Senate Judiciary Committee Considers How to Balance Gun Rights With Mental Health Concerns

By Susan Jones | March 26, 2019 | 11:52am EDT
Sen. Lindsey Graham (R-S.C.) (Photo: Screen capture)

( - The Senate Judiciary Committee held a hearing Tuesday on red flag laws, or extreme risk protection orders, which allow guns to be confiscated from people who exhibit an intent to harm themselves or others, if a court agrees.

"We're trying to balance the right to own a gun under the Second Amendment with mental health issues that are far too prevalent in our society," Chairman Lindsey Graham (R-S.C.) said in his opening statement.

"And there are times, like in the Parkland case, where if the law enforcement community had these tools, they could intervene and they could do something about it.

"And my hope is that what we will do up here in Washington -- I think passing a federal law is probably beyond what the market will bear -- but create an incentive at the federal level for states who want to go down this road, making sure that the laws are meaningful and that there is due process for people."

Fourteen states (Connecticut, Indiana, California, Washington, Oregon, Florida, Vermont, Maryland, Delaware, Rhode Island, New Jersey, Massachusetts, Illinois, and New York) and the District of Columbia have adopted red-flag laws, Graham noted, which allow "law enforcement and sometimes family members to go to a court and say this person needs some help, and we need to stop violence before it occurs."

Graham said one goal of Tuesday's hearing is to "define the problem."

"There are a lot of people may be worried, is the government going to come take your guns, and the answer is no. Nobody's going to come take a gun from you. But there will be a process for law enforcement and family members to petition a court to say that somebody in your neighborhood or somebody down the street or across town is about to blow."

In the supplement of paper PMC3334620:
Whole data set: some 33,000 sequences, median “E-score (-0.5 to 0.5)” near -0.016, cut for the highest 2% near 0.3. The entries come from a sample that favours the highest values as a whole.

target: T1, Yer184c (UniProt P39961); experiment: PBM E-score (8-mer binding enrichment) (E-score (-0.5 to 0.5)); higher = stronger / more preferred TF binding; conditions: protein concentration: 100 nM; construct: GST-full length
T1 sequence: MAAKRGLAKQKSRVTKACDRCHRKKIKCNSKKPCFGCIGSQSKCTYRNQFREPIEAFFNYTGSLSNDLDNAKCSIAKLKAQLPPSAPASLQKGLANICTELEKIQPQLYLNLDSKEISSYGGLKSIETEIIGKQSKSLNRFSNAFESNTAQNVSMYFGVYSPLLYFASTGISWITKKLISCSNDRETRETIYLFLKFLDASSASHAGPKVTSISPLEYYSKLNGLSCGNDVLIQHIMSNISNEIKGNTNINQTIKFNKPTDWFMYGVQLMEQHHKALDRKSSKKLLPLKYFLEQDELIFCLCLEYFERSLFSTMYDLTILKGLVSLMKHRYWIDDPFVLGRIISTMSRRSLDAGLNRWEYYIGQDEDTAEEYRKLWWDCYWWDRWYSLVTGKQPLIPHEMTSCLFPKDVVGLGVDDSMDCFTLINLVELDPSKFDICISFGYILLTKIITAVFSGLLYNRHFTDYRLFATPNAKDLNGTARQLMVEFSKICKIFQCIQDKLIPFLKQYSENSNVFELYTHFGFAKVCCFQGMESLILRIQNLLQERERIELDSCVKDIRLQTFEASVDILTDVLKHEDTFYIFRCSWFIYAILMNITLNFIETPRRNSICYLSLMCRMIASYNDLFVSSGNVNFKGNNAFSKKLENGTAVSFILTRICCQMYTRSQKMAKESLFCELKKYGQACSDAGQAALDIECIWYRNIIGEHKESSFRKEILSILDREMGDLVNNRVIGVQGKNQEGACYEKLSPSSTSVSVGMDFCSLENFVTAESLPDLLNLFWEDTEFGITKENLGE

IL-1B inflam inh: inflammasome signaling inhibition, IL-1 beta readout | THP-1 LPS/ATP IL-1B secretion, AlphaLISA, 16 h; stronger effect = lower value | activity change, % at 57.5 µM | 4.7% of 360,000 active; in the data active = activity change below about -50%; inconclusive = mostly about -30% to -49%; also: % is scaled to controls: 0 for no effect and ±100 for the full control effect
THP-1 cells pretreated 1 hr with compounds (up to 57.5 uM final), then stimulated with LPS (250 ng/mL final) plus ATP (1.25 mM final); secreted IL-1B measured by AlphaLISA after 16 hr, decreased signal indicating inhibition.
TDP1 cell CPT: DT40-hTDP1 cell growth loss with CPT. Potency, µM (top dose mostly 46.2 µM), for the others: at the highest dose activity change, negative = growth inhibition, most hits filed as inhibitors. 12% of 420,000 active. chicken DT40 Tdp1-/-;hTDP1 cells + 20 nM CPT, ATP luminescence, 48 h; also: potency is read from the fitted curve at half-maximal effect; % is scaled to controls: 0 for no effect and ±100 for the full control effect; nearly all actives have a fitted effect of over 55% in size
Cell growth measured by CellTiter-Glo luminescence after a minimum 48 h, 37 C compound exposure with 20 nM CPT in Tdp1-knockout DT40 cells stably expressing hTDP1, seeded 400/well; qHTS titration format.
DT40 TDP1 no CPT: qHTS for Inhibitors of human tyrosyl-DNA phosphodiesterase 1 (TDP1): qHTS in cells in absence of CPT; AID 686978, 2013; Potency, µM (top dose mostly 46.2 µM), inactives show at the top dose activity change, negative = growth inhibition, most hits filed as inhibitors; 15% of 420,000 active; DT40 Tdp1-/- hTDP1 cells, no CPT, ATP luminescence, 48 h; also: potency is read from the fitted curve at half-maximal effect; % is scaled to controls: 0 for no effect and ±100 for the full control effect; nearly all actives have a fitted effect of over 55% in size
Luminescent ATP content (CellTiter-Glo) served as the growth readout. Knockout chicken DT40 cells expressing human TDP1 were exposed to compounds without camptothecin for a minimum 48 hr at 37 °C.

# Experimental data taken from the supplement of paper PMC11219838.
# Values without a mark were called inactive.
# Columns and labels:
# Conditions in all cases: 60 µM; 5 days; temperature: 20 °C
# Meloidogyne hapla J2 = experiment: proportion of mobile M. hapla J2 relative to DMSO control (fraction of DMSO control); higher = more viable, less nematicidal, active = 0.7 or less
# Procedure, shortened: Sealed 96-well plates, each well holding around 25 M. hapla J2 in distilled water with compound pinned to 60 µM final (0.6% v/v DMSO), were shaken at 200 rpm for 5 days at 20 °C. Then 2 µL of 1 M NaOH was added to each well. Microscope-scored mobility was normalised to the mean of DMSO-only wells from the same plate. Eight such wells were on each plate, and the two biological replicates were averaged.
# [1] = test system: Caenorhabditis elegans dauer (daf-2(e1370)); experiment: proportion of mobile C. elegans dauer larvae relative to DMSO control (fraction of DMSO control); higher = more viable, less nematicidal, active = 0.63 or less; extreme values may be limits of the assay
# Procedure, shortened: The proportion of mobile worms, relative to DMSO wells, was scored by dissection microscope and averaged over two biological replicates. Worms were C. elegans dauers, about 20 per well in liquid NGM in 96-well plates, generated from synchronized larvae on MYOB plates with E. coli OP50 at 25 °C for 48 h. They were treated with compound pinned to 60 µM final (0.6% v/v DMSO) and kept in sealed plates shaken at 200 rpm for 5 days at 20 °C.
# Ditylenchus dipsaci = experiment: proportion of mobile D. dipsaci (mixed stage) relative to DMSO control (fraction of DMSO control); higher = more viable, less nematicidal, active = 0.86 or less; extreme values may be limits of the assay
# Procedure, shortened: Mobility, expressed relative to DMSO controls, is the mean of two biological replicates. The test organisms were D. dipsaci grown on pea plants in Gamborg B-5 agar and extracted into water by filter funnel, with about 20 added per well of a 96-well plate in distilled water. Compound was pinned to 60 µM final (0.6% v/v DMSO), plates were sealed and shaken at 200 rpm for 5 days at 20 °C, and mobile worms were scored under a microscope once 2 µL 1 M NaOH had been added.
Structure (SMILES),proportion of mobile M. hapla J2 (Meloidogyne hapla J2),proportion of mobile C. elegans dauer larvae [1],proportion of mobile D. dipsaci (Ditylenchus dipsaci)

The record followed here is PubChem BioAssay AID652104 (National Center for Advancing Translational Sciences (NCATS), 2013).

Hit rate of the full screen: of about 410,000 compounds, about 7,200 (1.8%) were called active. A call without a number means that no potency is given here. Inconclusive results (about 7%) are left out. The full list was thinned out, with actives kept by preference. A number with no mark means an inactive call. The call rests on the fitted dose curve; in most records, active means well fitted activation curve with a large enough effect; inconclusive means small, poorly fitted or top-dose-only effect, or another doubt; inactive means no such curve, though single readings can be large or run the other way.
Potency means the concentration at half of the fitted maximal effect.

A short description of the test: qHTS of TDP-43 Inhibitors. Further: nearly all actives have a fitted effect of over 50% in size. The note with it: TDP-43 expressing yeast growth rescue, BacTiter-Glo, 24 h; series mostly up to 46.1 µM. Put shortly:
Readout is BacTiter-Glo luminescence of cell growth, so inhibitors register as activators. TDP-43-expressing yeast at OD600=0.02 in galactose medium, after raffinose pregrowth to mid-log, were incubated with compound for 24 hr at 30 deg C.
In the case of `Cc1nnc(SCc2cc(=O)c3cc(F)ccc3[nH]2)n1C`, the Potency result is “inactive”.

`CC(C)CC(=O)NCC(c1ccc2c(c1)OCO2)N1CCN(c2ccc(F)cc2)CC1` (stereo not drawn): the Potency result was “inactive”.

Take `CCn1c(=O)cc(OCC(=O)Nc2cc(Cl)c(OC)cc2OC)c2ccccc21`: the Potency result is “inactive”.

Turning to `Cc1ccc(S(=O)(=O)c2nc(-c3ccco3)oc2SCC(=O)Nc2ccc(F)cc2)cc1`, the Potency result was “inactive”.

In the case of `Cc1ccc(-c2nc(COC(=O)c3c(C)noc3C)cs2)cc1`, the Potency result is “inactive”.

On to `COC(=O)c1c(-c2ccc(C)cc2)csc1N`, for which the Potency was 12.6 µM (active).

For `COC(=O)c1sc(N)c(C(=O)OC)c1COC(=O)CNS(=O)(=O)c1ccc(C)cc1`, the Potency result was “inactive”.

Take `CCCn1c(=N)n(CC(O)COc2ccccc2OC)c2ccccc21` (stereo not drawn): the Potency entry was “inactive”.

Graham said he's a Second Amendment supporter and owns firearms. "But at the same time, every right has limits. And what I'm trying to do with this hearing today is start a discussion about what's working at the state level."

He noted that in Connecticut, following adoption of its red flag law, the suicide rate has come down.

And in Parkland, Florida, Graham said, the perpetrator of the Parkland shooting "really did everything but take an ad out in the paper" that he was going to shoot somebody. He ended up killing 17 people in a high school.

"So Florida created a red flag law to give the law enforcement community a chance next time to intervene before it's too late," Graham said.

Sen. Chuck Grassley (R-Iowa) expressed concern about the constitutionality of red-flag laws that don't have rigorous due process rights.

The National Rifle Association shares that concern, saying on its website that "no one should be deprived of a fundamental right without due process of law."

It says any red-flag law adopted by the states (it opposes a federal law) should be structured in a way to fully protect the Second Amendment rights of law-abiding citizens while preventing truly dangerous individuals from accessing firearms.

The NRA said any state law it could support must include the following:

-- The process should include criminal penalties for those who bring false or frivolous charges.

-- An order should only be granted when a judge makes the determination, by clear and convincing evidence, that the person poses a significant risk of danger to themselves or others.

-- The process should require the judge to make a determination of whether the person meets the state standard for involuntary commitment. Where the standard for involuntary commitment is met, this should be the course of action taken.

-- If an ERPO (extreme risk protection order) is granted, the person should receive community-based mental health treatment as a condition of the ERPO.

-- Any ex parte proceeding (a proceeding where one party is not present) should include admitting the individual for treatment.

--- A person’s Second Amendment rights should be temporarily deprived only after a hearing before a judge, in which the person has notice of the hearing and is given an opportunity to offer evidence on his or her behalf.

-- There should be a mechanism in place for the return of firearms upon termination of an ERPO, when a person is ordered to relinquish their firearms as a condition of the order.

-- The ERPO process should allow an individual to challenge or terminate the order, with full due process protections in place.

-- The process should allow firearms to be retained by law-abiding third parties, local law enforcement, or a federally licensed firearms dealer when an individual is ordered to relinquish such firearms as a condition of the ERPO. The individual must also have the ability to sell his or her firearms in a reasonable time without violating the order.

The witnesses testifying on Tuesday were a policy adviser with the National Alliance on Mental Illness; the legislative chair from the California chapter of the Brady gun control group; the sheriff of Palm Beach County; an attorney from the King County, Washington, Prosecuting Attorney's Office; and the research director of the Independence Institute, a libertarian think tank in Denver, Colorado.

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